Taxation in Italy

Taxation in Italy is levied by the central and regional governments and is collected by the Italian Agency of Revenue (Agenzia delle Entrate). Total tax revenue in 2012 was 44.4% of the GDP.[1] The total tax receipts in 2013 were €782 billion. The most important revenue sources are income tax, social security, corporate tax and value added tax, which are all applied at the national level. Personal income taxation in Italy is progressive.

Income tax

Employment income is subject to a progressive income tax, IRPEF (Imposta sul reddito delle persone fisiche) applying to all workers.

In 2013, the personal income tax rates were as follows:

Income range Tax rate[2]
€0 — €15,000 23%
€15,000 — €28,000 27%
€28,000 — €55,000 38%
€55,000 — €75,000 41%
over €75,000 43%

Individuals are considered resident for tax purposes if for the greater part of the tax year they satisfy any of the following conditions:

  • their habitual abode is in Italy,
  • the centre of their vital interests is located in Italy, or
  • they are registered at the Office of Records of the Resident Population in Italy.

Exemption Area

Due to the different types of income, exemption from IRPEF is determined at:

  • 8,000 euros, for subordinate workers, if their employment period coincides with the entire year;
  • 7,500 euros, for pensioners under 75 years of age, if the pension is cashed in for the entire year, and for those receiving palimony from ex spouses;
  • 7,750 euros, for pensioners aged 75 or older, with a pension period that coincides with the whole year;
  • 4,800 euros, no matter how many days they work a year, for taxpayers with other types of income.

The area exempt from IRPEF increases further if there are dependent family members.

Corporation tax

Italian corporate entities are subject to Corporate Income Tax, IRES (Imposta sul reddito delle società) and to Regional Production Tax, IRAP (Imposta regionale sulle attività produttive).

  • The rate of corporate income tax (IRES) since 1 January 2017 is 24% (previously it was 27.5%). Some corporations are exempted from corporate tax, such as charitable foundations, church institutions and sports clubs.
  • The standard rate of regional tax (IRAP) is 3.9%, although regional authorities may increase or decrease the standard rate by up to 0.92%. In addition, different IRAP rates may apply to different sectors of the economy in different regions (for instance, the rate for banks and other financial institutions is 5.57% in Abruzzo, Apulia, Lazio, Lombardy, Piedmont and Veneto, but only 4.65% in Emilia-Romagna).[3] Up to 10% of regional tax (IRAP) is deductible in calculating the tax base for corporate income tax (IRES) purposes.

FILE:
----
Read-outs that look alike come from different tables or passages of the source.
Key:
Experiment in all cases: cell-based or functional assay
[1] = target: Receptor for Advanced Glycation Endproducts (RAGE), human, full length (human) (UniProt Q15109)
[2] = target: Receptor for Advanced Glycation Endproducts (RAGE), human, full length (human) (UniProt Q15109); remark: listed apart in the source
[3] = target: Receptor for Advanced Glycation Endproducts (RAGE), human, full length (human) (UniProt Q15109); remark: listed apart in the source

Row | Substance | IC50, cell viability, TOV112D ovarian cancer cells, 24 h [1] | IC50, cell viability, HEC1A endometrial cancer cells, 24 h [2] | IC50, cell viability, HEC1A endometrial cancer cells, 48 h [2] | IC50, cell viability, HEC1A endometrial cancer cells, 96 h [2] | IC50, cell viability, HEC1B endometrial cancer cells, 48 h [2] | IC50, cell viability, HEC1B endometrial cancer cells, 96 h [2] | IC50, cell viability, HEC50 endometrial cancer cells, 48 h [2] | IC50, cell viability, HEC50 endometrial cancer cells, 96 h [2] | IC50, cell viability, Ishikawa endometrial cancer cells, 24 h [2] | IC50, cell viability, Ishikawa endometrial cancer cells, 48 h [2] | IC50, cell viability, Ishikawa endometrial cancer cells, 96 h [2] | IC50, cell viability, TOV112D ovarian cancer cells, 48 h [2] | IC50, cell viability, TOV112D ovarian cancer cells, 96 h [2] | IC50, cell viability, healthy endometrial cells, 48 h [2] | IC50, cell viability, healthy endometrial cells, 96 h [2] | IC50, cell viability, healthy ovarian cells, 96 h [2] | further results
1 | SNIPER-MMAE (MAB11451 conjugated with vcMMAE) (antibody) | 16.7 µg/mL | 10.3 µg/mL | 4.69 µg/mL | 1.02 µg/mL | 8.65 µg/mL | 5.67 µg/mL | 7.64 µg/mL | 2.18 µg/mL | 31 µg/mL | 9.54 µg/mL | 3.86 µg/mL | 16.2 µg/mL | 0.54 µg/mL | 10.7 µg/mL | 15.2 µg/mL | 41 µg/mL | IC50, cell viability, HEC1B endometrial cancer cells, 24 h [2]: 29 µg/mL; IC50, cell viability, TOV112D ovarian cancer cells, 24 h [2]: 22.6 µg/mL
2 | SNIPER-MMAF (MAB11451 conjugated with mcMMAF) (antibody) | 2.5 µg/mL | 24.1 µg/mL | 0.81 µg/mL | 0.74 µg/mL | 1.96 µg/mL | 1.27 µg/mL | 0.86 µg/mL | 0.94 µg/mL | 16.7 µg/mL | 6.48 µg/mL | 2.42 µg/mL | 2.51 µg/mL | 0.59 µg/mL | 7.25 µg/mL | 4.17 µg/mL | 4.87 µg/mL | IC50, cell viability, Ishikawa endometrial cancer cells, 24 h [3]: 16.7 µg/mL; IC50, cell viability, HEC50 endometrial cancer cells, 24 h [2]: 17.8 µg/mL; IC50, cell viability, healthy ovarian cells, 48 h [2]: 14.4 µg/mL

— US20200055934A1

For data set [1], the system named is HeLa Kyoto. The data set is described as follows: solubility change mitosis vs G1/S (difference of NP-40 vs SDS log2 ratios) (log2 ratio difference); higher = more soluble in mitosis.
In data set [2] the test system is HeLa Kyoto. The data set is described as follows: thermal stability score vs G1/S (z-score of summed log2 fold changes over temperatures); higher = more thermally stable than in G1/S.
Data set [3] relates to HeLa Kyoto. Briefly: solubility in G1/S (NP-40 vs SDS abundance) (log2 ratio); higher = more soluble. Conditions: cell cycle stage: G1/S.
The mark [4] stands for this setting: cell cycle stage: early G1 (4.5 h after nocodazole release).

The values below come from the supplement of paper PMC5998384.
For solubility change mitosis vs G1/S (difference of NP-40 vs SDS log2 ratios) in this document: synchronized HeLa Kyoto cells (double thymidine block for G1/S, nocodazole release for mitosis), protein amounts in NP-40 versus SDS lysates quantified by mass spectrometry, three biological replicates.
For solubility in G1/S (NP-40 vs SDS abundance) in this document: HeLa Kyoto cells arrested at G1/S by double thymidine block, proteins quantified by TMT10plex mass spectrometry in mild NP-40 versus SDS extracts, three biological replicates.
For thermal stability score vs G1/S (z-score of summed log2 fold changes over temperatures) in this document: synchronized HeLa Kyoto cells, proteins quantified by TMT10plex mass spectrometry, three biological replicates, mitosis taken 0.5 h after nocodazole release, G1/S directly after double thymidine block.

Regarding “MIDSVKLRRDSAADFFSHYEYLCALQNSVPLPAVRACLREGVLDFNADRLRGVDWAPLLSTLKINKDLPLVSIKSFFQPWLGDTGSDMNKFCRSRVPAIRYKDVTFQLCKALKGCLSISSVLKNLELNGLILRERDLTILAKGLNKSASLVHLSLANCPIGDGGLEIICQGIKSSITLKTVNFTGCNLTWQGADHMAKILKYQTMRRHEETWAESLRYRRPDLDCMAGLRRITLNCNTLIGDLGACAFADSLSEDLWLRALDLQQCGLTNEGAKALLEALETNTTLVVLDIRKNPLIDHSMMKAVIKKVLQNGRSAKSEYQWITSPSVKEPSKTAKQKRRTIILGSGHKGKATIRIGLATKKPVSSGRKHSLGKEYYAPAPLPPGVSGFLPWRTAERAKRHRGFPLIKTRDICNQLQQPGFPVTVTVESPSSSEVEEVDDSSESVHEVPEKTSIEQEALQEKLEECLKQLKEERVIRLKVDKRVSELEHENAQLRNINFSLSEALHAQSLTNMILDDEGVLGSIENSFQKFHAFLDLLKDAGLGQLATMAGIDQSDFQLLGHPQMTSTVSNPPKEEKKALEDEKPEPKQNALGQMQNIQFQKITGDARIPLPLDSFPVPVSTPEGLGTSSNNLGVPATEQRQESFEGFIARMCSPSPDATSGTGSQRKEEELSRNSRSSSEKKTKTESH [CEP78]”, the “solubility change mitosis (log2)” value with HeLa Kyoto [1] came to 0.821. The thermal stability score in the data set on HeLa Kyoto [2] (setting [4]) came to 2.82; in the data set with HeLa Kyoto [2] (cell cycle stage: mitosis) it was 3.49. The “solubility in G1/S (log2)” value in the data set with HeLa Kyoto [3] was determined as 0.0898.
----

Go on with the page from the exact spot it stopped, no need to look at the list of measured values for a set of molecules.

Value added tax

Value added tax or VAT (Imposta sul valore aggiunto, IVA) is a consumption tax charged at a standard rate of 22%.[4] Reduced VAT rates apply at 10% for listed pharmaceuticals, passenger transport that is not specifically exempted, admission to cultural and entertainment events, hotels, restaurants and 4% on certain foodstuffs, medical and books. The Italian VAT regime is part of the European Union value added tax system.

Social security

Social security contributions (Istituto nazionale della previdenza sociale - INPS) apply to everyone in the workforce. Employers withhold 9.19% of the employee's wage and the employer contributes 34.08% of gross pay.

Self-employed individuals must enroll with the Gestione Separata INPS, unless other specific rules apply (for example, certain professionals, such as lawyers, engineers and accountants, are required by law to enroll in specified pension plans). The contributions to the INPS are calculated at a flat rate ranging from 18% to 27.72% on annual income up to a maximum income of €96,149 in 2012.[5]

Tax evasion and lack of guarantees

Italy has the largest number of "major tax evaders" in Europe, counting, according to the estimated figures,[6] tax evasion for over €180 billion. On the other hand, evasion is sometimes seen by evaders as the best way to ensure the right of defense from the alleged excessive tax claim of the State.[7]

See also


  1. OECD revenue as a share of GDP statistics "Revenue Statistics". OECD. 2014-06-25. Retrieved 2014-06-25.
  2. Redazione internet Agenzia Entrate. "Agenzia delle Entrate - Income tax for individuals". Retrieved 2014-10-29.
  4. "KPMG".
  5. "Going to Italy" (PDF). HSBC.
  7. Buonomo, Giampiero (2015). "Codice del processo tributario, un convegno fa chiarezza". L’ago e il filo.   via Questia (subscription required)
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